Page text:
The teen birth rate has fallen locally and statewide, but some health experts remain concerned about the rates of sexually transmitted diseases, especially among teenagers.
Data released by the S.C. Campaign to Prevent Teen Pregnancy showed the state’s teen birth rate fell from 13th in the nation in 2014 to 16th in 2015. At the same time, rates for STDs and HIV/AIDS remained high.
The state ranked in the top 10 nationally for chlamydia, gonorrhea and diagnosed rates of HIV/AIDS, the data showed.
Officials are particularly concerned by a jump in the rate of HIV/AIDS among teenagers. From 2014 to 2015, the rate increased 10.9 percent in 15- to 19-year-olds, per 100,000 residents.
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“First, anytime we see an uptick in HIV infections or STD infections, we should be alarmed. The other thing is, for young people, they’ve grown up in a culture knowing what HIV and AIDS is,” said Tracey Jackson, executive director of Piedmont Care. “They have some knowledge of it and that it exists, but yet, why are seeing this kind of rise?”
Doug Taylor, chief program officer with the S.C. Campaign, said South Carolina, and the region as a whole, has typically had a higher HIV/AIDS rate.
“In general, that is due to access to health care services and affordability of health care services” he said. “While the teen birth rate is going down, and teens are doing a better job using contraception, they may not be doing enough to address the STI infection rate.”
Jackson said discussing HIV is much tougher than talking about pregnancy prevention. Conversations involve drugs, sex and homosexuality.
“(It’s a) much more complex discussion, no matter who you are,” she said.
Only 59 percent of high school students reported using a condom the last time they had sex.
Data showed the reported use of all forms of birth control increased, however. Thirty-one percent of students reported using a form of birth control the last time they had sex.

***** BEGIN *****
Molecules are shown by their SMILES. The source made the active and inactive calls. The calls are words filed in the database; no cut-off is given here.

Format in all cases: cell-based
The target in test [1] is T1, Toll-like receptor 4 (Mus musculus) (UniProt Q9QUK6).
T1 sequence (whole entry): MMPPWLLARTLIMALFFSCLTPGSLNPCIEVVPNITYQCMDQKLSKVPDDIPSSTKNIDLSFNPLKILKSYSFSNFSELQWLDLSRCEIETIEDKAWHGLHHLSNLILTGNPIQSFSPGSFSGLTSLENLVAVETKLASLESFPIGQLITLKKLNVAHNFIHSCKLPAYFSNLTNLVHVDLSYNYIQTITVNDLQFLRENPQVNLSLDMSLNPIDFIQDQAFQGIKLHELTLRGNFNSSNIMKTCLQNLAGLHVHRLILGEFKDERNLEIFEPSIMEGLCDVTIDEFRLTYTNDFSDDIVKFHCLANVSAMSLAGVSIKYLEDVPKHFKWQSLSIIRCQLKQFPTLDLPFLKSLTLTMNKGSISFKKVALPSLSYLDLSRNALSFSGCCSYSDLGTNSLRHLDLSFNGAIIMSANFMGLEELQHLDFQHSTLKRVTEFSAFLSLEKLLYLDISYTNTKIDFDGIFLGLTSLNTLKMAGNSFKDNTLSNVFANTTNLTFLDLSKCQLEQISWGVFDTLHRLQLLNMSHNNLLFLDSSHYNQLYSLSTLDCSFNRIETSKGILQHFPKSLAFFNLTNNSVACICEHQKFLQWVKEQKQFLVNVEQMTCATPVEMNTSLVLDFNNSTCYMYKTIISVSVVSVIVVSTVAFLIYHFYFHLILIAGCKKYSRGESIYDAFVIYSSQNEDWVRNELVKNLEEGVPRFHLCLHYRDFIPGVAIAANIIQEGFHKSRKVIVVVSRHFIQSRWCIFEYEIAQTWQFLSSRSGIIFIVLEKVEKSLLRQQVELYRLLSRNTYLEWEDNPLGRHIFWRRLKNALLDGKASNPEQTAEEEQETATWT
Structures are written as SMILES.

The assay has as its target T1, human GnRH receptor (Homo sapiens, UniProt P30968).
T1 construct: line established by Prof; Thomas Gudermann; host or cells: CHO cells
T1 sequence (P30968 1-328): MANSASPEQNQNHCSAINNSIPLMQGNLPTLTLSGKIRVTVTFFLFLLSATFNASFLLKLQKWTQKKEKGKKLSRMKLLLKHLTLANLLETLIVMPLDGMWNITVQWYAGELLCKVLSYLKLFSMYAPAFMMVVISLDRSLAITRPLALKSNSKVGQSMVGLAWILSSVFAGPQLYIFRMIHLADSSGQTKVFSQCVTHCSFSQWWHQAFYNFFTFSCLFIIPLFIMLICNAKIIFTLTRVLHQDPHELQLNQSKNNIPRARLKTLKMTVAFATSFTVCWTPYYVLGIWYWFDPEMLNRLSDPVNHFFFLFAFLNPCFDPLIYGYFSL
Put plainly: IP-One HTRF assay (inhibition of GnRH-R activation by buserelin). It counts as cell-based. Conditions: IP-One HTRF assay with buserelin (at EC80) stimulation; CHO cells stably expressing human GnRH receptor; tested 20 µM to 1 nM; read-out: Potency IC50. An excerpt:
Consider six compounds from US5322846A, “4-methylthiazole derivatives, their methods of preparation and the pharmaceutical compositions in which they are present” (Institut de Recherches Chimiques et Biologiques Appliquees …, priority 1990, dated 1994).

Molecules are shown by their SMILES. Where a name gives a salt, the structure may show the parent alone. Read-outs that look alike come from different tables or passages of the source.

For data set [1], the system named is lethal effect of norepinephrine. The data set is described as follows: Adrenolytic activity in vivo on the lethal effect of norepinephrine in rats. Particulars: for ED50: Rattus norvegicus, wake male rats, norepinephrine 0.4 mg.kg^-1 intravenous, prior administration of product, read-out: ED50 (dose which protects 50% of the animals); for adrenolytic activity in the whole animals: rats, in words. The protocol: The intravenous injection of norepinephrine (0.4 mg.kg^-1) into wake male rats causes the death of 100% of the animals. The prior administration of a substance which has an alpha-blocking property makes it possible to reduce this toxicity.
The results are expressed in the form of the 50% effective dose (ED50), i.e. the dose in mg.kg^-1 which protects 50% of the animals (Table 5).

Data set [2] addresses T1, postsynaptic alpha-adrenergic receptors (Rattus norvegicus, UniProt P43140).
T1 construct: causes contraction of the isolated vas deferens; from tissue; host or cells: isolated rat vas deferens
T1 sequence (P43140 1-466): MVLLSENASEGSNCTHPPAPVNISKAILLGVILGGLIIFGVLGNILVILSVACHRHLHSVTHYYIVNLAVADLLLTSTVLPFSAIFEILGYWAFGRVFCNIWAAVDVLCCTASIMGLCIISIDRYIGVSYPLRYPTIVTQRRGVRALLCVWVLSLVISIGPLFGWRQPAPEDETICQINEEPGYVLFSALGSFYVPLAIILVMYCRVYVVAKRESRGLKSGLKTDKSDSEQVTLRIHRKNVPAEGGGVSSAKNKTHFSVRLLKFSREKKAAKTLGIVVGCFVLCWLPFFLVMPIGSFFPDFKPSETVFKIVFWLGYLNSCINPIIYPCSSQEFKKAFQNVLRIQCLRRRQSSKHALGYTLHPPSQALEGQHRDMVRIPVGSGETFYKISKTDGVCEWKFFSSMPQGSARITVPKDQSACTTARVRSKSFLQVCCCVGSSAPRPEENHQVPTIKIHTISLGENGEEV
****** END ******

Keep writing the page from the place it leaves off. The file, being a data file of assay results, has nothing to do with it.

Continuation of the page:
Jackson said that showed teens are using birth control measures to prevent pregnancy, but aren’t using condoms, the sole form of birth control that also prevents disease.
“You can’t just talk about the (birth control) pill or the IUD (intrauterine device) or the LARC (long-acting reversible contraceptive), because none of those protect against infection,” she said.
The S.C. Department of Health and Environmental Control reported the the teen birth rate dropped by 64 percent statewide since the rate spiked in 1991.
For 15- to 19-year-olds, the rate was 26.1 births per 1,000 females.
“What that’s telling us is our rate of decline is slightly higher than some of the other states that are seeing a reduction,” Taylor said. “Going from 13th to 16th may not sound like much, but it is a significant difference.”
Beth De Santis, CEO of the S.C. Campaign to Prevent Teen Pregnancy, said efforts are now focusing on communication between parents and children, comprehensive health education and normalizing conversations about love and sex.
“With 4,020 births to teens in 2015, we must find solutions when it comes to reaching youth where they need it most,” she said.
The organization has begun establishing “condom access points” in communities of need. That includes an access point at Piedmont Care’s office on Pine Street.
Access points are designed to give teenagers a safe place to get condoms without fear of judgment.
Abstinence is still the only guaranteed way to prevent infection and pregnancy, Jackson said, but providing access to birth control is vital.
“It takes programming, condom distribution, it takes a lot of things” to educate teens on pregnancy and disease prevention, she said. “It is a hard population to reach from the Piedmont Care perspective.”
So, Jackson and campaign officials are working with groups to get parents more involved. Ultimately, teens listen to their parents, even if parents don’t think they do, Jackson said.
“I’m not with their kid every day, so the parents need the knowledge, too. Then we talk to kids, and the parents and kids go home together,” she said. “The discussion can continue from there. They need to have the same information.”